Pin Change Interrupts, Again

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Hi Guys,

Not  much information about Pin Change Interrupts out there!

I have read lots of threads here about this.

Certainly there must be a good tutorial somewhere.

Just looking for some friendly advice here.

 

I am trying to interface a large keypad (8 rows, 6 columns) to an atmega328p. 
I cannot modify the hardware in any way so the only option is to adapt the code to work 
on my board. 

I now have this working with polling method.

I want to save power so I thought of 
using pin change interrupts for the 8 inputs (rows) and letting the processor sleep.

There is very little information about this anywhere especially in assembler.
(Assembler is all I know)

 

I took some info from avr240 but there is more than one interrupt in my case.
(as mentioned I cannot modify the board in any way even adding 8 diodes to the inputs as in avr240)

The 8 rows are connected to PB0 - PB5 (PCINT 0 - 5] and PC0, PC1 (PCINT 8 - 9)
The 6 columns are connected to PC2 - PC5 and PD2, PD3. These pins are outputs
and do not have any interrupts enabled.

Everything is enabled correctly according to the datasheet.

Here is what I have done so far:

;Enable Pin Change interrupts on PB0-PB5 (PCINT[5:0])
    ldi    temp,(1<<PCINT5)|(1<<PCINT4)|(1<<PCINT3)|(1<<PCINT2)|(1<<PCINT1)|(1<<PCINT0)
    sts    PCMSK0,temp        ;

;Enable Pin Change interrupts on PC0-PC1 (PCINT[9:8])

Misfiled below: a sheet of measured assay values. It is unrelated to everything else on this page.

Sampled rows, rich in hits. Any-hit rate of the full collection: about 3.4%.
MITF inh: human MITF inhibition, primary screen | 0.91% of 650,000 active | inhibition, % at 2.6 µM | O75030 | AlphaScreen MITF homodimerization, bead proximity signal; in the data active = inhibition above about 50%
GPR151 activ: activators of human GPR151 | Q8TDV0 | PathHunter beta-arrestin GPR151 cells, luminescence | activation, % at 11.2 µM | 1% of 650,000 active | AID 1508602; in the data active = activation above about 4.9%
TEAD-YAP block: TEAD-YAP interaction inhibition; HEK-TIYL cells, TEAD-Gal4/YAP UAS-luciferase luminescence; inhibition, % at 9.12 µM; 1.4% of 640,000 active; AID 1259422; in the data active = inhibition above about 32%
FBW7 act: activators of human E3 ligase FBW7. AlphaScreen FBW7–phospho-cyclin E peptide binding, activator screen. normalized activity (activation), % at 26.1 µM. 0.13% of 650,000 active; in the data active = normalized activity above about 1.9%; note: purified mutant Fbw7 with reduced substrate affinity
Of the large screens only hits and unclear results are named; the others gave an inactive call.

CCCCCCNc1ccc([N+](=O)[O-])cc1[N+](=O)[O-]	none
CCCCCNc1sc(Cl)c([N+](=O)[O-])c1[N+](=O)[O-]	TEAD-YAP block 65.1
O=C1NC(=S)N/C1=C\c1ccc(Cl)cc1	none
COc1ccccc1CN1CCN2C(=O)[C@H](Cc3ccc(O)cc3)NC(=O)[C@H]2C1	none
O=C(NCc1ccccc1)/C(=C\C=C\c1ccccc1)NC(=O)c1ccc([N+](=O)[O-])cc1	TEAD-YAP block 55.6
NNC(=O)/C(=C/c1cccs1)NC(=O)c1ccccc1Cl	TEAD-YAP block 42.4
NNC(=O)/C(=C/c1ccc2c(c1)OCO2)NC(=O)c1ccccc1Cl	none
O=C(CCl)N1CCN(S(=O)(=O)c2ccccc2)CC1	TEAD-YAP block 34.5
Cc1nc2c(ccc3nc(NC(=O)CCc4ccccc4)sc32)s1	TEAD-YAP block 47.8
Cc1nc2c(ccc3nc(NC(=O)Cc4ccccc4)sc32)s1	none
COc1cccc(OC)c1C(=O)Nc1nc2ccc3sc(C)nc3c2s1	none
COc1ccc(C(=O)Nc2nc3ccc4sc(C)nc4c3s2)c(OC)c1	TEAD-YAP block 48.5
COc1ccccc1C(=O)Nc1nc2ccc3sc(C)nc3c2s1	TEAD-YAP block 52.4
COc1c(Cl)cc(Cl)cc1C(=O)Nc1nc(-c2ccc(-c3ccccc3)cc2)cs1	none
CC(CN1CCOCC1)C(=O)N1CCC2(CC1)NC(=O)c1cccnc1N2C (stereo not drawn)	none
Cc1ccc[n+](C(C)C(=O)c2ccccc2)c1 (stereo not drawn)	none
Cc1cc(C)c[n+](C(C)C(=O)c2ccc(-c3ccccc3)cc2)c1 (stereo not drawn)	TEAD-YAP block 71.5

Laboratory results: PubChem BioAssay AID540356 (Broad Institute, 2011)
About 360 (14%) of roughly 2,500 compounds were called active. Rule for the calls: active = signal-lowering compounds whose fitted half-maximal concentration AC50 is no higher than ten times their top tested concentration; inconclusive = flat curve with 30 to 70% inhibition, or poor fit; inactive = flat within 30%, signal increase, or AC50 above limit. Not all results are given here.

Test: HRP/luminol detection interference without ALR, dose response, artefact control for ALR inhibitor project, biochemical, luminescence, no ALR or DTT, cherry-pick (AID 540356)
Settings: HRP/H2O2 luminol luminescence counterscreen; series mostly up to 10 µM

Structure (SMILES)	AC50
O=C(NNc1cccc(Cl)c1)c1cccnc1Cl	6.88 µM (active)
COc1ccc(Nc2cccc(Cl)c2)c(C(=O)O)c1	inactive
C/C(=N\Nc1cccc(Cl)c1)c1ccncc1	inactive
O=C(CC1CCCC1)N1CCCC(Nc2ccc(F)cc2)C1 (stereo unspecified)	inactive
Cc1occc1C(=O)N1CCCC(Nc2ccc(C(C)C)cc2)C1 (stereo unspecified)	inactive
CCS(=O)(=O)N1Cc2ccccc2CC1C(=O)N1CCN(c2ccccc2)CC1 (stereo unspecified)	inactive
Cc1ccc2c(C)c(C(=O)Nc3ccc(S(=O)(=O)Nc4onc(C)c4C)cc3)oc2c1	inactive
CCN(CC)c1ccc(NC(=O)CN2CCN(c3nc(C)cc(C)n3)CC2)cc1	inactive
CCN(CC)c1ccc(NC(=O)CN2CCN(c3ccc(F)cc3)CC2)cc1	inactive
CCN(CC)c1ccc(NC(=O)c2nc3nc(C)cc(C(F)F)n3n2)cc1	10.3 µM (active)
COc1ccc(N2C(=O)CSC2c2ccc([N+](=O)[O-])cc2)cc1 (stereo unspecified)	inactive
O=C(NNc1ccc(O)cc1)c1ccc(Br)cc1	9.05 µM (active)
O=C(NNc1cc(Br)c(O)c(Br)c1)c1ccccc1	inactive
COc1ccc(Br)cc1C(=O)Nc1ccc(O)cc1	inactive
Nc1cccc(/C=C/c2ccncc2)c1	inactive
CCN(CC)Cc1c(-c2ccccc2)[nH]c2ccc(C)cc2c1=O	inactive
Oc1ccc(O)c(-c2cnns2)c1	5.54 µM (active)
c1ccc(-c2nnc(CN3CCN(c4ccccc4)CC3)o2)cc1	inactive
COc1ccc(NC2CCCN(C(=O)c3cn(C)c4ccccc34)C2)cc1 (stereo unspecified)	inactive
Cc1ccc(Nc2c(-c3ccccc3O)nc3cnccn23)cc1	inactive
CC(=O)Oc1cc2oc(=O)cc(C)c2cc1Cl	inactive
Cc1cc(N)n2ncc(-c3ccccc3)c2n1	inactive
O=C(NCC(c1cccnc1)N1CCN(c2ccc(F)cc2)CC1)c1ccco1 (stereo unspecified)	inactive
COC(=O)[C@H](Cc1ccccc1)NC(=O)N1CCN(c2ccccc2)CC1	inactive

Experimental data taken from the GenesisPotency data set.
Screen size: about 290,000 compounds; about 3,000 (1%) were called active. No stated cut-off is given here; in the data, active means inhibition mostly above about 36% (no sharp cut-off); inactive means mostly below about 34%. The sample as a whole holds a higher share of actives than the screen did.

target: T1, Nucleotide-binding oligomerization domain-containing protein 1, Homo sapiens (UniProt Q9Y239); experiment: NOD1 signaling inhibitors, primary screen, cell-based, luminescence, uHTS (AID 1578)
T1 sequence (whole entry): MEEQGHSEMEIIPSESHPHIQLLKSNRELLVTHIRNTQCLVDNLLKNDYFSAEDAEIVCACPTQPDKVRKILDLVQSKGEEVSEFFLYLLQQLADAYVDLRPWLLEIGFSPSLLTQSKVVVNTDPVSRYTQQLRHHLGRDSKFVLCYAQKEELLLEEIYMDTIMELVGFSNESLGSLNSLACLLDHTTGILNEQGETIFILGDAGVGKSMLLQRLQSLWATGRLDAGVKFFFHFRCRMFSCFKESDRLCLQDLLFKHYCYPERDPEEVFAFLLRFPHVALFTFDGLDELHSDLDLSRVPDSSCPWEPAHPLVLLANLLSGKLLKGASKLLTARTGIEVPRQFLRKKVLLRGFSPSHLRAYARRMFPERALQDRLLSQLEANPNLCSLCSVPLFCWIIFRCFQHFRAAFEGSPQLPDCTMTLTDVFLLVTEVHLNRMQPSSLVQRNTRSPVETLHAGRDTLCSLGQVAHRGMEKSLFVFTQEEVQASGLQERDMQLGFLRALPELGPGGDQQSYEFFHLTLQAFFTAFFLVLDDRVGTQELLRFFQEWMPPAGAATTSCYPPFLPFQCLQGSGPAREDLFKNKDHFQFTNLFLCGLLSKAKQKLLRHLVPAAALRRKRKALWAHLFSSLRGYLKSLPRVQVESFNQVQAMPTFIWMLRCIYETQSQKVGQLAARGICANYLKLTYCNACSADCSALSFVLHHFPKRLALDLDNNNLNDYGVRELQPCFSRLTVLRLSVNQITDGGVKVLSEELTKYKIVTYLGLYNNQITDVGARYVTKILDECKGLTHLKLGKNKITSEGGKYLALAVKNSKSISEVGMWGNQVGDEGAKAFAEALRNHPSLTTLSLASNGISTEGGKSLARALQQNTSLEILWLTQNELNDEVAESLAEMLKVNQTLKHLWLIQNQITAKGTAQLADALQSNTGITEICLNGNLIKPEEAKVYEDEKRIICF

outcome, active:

ldi    temp,(1<<PCINT8)|(1<<PCINT9)
    sts    PCMSK1,temp        ;

;enable the interrupt vectors
    lds    temp,PCICR
    sbr    temp,(1 << PCIE1)|(1 << PCIE0)
    sts    PCICR,temp

Here is the port initialization:

.equ    col1 = 2    ;PC2
.equ    col2 = 3    ;PC3
.equ    col3 = 4    ;PC4
.equ    col4 = 5    ;PC5
;PORTD
.equ    col5 = 2    ;PD2
.equ    col6 = 3    ;PD3
;
;PORTB
.equ    row1 = 0    ;PB0
.equ    row2 = 1    ;PB1
.equ    row3 = 2    ;PB2
.equ    row4 = 3    ;PB3
.equ    row5 = 4    ;PB4
.equ    row6 = 5    ;PB5
;PORTC
.equ    row7 = 0    ;PC0
.equ    row8 = 1    ;PC1
;
;set up the column pins
    in    temp,DDRC
    sbr    temp,(1<<col1)|(1<<col2)|(1<<col3)|(1<<col4) ;outputs (columns 1 - 4)
    out    DDRC,temp

    in    temp,DDRD
    sbr    temp,(1<<col5)|(1<<col6) ;PD2 & PD3 = output (Columns 5 & 6)
    out    DDRD,temp

;start out with outputs (columns 1 - 4) low
    in    temp,PORTC
    cbr    temp,(1<<col1)|(1<<col2)|(1<<col3)|(1<<col4)
    out    PORTC,temp

;start out with outputs (columns 5 & 6) low
    in    temp,PORTD
    cbr    temp,(1<<col5)|(1<<col6)
    out    PORTD,temp

;set up the row pins
    in    temp,DDRB        ;inputs (rows 1 - 6, PB0 - PB5)
    cbr    temp,(1<<row1)|(1<<row2)|(1<<row3)|(1<<row4)|(1<<row5)|(1<<row6)
    out    DDRB,temp

    in    temp,DDRC     ;inputs (rows 7 (PC0) and 8 (PC1))
    cbr    temp,(1<<row8)|(1<<row7)
    out    DDRC,temp

;enable internal pull-ups on rows 1 - 6
    in    temp,PORTB
    sbr    temp,(1<<row1)|(1<<row2)|(1<<row3)|(1<<row4)|(1<<row5)|(1<<row6)
    out    PORTB,temp

    in    temp,PORTC
    sbr    temp,(1<<row8)|(1<<row7) ;enable internal pull-ups rows 7 & 8
    out    PORTC,temp
    ret